March 16, 2015 by Canadian Underwriter
Average annual economic losses and average annual insured losses of approximately US$190 billion and US$60 billion, respectively, from natural disasters in the past decade clearly demonstrate that governments must step up global efforts to build resilience.
The caution was part of the United for Disaster Resilience Statement issued Saturday by insurance companies – members of the UNEP FI Principles for Sustainable Insurance (PSI) – during the opening of the 3rd UN World Conference on Disaster Risk Reduction in Japan.
The largest collaborative initiative between the United Nations and the insurance industry, PSI is backed by insurers representing about 15% of the world’s premium volume and US$9 trillion in assets under their management.
The resilience statement underscores the value of disaster risk reduction, especially in the context of climate change adaptation, and the need for climate change mitigation, notes a UN press release. “This century, more than one million people have already lost their lives to disasters,” adds the resilience statement.
“Disasters undermine hard-earned development gains and perpetuate poverty. Building resilience against natural disasters, exacerbated by climate change, is a global priority that calls for decisive and urgent action by multiple actors at all levels,” Achim Steiner (pictured below right), UN Under-Secretary-General and Executive Director of the UN Environment Programme (UNEP), says in the UN press release.
“Building disaster-resilient communities and economies for the future will require an ‘all-hands-on-deck’ approach. Public-private collaboration is key to the success of such efforts,” Steiner emphasizes.
“The vision outlined by the insurance industry in shaping a resilient and sustainable future should inspire other industries to do the same,” suggests Margareta Wahlström (pictured below), UNISDR head and the Special Representative of the UN Secretary-General for Disaster Risk Reduction. “The strong engagement of the private sector is crucial to reducing disaster risk and avoiding the creation of new risks,” Wahlström says.
The resilience statement notes a new global framework will be adopted at the conference to help governments at all levels better prepare for disaster risk and to improve the resilience of nations and communities to disasters. For the first time, the framework includes a role for the private sector to contribute to disaster resilience, in line with the “five private sector visions.”These sector visions are as follows:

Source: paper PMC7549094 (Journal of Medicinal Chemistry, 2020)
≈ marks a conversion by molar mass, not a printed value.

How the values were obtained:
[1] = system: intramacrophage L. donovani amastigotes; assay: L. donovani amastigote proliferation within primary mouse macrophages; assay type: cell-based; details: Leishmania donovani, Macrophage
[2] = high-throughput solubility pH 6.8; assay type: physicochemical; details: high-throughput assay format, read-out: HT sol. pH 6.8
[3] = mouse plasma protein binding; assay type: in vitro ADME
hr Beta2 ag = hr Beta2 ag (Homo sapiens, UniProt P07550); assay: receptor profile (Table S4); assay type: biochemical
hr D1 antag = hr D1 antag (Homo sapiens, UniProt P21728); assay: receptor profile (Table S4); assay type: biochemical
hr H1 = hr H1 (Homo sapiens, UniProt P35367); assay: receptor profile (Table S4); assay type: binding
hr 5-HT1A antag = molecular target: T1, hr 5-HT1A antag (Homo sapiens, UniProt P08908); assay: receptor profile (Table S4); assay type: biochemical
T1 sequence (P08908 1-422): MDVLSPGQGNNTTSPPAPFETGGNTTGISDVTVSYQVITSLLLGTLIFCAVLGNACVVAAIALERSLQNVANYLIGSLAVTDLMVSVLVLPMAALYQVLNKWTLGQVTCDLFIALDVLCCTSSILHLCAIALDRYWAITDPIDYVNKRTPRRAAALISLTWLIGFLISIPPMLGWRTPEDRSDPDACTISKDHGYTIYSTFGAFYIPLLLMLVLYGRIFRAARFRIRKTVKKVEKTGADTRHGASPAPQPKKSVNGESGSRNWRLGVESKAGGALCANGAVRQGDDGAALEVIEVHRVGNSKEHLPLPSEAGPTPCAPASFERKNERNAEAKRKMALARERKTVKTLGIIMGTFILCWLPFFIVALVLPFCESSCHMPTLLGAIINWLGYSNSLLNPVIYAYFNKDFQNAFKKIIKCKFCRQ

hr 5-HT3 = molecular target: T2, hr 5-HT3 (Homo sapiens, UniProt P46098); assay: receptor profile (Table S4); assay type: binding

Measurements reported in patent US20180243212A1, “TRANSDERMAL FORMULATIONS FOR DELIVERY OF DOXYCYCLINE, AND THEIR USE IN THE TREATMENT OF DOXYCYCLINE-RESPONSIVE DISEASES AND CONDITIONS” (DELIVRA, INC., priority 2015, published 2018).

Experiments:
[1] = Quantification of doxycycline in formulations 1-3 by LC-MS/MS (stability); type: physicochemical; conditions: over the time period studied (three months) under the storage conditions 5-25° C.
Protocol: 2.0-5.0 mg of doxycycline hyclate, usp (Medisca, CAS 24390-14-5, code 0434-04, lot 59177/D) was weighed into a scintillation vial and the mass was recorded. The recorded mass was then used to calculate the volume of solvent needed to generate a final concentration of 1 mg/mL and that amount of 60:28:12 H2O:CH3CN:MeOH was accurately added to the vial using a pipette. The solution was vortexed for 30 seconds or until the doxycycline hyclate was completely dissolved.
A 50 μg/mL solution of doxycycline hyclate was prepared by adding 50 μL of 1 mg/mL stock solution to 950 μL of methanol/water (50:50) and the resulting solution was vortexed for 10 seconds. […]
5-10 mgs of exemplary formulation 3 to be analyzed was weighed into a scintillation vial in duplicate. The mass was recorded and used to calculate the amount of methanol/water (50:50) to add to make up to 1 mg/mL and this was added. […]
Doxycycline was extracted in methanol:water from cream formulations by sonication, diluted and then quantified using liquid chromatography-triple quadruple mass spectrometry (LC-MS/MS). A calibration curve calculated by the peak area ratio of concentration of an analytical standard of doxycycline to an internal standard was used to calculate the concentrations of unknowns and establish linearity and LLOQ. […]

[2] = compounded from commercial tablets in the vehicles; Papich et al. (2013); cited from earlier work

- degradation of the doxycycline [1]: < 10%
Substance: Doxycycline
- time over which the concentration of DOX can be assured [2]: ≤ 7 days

• strong public-private partnerships drive disaster risk reduction and resilience at the local and national levels;
• resilience in the built environment is driven by the public sector setting adequate minimum standards, and the private sector voluntarily working towards optimal resilience;
• all financial investment and accounting decisions, public and private, are risk-sensitive;
• a resilience-sensitive public and resilience-sensitive businesses drive each other towards resilient societies; and
• the identification, disclosure and proactive management of risks carried by companies and public sector entities is standard practice.
The resilience statement further urges governments to adopt the UN Post-2015 Framework on Disaster Risk Reduction. Individual insurance organizations can help with implementation of the framework by making voluntary, specific, measurable and time-bound commitments, it notes.
“Recognizing the unique roles of the insurance industry as risk managers, risk carriers and institutional investors is key to harnessing its full potential in disaster risk management, and in supporting the transition to a sustainable economy,” Michael Morrissey, President and CEO of the International Insurance Society, a signatory to the statement, says in the UN press release.
— UNISDR (@unisdr) March 16, 2015
— UN News Centre (@UN_News_Centre) March 16, 2015
— UNISDR (@unisdr) March 15, 2015